Lesson 6
Multiplying Whole Numbers

Multiplication is streamlined version of   addition. Suppose you have four cartons of eggs and each carton contains a dozen (12) eggs. How many eggs do you have here?

It is clearly simpler and faster to use the multiplication approach.

Topic 1
Introduction to Multiplying Whole Numbers


  • The number being multiplied is called the multiplicand.
  • The number to be multiplied by is called the multiplier.
  • The result of the multiplication is called the product.

    Taken together, the multiplicand and multiplier are known as factors of the multiplication operation.

The multiplication sign (x) indicates the multiplication operation.


Multiplication problems are sometimes written in a horizontal form such as:

3 x 5 = 15

This form is called a number sentence. It is read as, "Three times five equals fifteen."

There are three different symbols for indicating the multiplication operation in the horizontal form::

  1. Factors separated by the x multiplication symbol.                          Example:  4 x 2 = 8
  2. Factors separated by a dot.                                                        Example:   4 2 = 8
  3. Each factor enclosed in parentheses with no symbol between.        Example:   ( 4 )( 2 ) = 8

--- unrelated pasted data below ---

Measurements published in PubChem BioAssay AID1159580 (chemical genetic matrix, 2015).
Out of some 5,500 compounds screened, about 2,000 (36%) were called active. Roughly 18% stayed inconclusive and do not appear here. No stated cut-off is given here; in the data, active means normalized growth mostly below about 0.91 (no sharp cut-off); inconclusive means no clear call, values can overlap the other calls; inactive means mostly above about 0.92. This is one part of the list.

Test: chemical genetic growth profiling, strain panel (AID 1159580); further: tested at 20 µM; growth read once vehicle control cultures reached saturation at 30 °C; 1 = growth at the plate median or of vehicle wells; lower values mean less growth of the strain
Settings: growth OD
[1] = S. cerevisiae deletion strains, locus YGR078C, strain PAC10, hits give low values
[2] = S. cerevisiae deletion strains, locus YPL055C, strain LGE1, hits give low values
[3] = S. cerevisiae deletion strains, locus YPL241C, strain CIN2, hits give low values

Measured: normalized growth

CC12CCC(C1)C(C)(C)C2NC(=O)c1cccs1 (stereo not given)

Any value multiplied by one is equal to the original value. Example: 5  x 1 = 5
Zero multiplied by any value is equal to zero. Example:  0 x 2 = 0
Factors may be multiplied in any order. (This is known as the commutative law of multiplication) Example:  3 x 2 = 6 and 2 x 3 = 6
In other words, 3 x 2 = 2 x 3

Topic 2
Multiplying With a One-Digit Multiplier

Here is an example of a multiplication problem that has a one-digit multiplier:

x   4

First, multiply the 4 times the 2.
Technically speaking this means you should first multiply the multiplier by the 1s digit in the multiplicand

x   4

Then multiply the 4 times the 5.
Technically speaking, this means you should then multiply the multiplier by the10s digit in the multiplicand.

x   4

The job is done when you have multiplied the multiplier by each of the digits in the multiplicand--one at a time, and from right to left.

Important Note from the Author

It is likely that you have already mastered the procedures for multiplying whole numbers, and have applied them successfully for a long time. However, this review of multiplication might not be a total waste of your time, because it points out some definitions and underlying principles that need to be more clearly recognized in today's workplaces and learning environments.

Topic 3
Multiplying With a Multiplier That Has More Than One Digit

When when the multiplier has more than one digit, you need to work with partial products.


Use these interactive examples and exercises to strengthen your understanding and build your skills:

If would like to see more examples or work on a wider range of exercises, you can go to a more detailed tutorial .